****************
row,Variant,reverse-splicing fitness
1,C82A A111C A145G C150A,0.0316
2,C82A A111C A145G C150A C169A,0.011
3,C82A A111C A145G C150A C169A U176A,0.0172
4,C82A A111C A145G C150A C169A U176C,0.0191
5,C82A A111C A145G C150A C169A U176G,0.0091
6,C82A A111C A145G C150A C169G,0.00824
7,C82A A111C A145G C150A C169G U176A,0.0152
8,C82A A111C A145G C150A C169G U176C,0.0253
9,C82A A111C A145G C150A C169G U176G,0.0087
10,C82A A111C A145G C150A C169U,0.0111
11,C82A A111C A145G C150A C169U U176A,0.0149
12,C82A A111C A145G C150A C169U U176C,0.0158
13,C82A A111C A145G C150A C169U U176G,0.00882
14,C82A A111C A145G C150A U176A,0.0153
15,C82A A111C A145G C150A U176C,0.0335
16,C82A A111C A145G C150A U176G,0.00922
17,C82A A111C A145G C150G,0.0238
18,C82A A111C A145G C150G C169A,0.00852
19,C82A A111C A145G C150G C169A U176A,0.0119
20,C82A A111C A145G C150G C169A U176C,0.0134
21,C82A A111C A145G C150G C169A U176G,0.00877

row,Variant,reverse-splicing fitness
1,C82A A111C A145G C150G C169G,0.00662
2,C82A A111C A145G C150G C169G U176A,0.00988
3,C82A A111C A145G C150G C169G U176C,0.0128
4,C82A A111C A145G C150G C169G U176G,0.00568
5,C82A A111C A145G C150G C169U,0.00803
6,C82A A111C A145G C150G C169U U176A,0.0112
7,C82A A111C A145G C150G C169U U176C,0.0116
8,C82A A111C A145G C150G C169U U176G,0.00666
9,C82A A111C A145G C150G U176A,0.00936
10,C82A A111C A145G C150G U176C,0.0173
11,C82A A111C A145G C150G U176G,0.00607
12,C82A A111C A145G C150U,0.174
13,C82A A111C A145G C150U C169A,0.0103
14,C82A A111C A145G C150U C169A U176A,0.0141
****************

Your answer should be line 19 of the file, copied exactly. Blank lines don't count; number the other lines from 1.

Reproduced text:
18,C82A A111C A145G C150G C169A,0.00852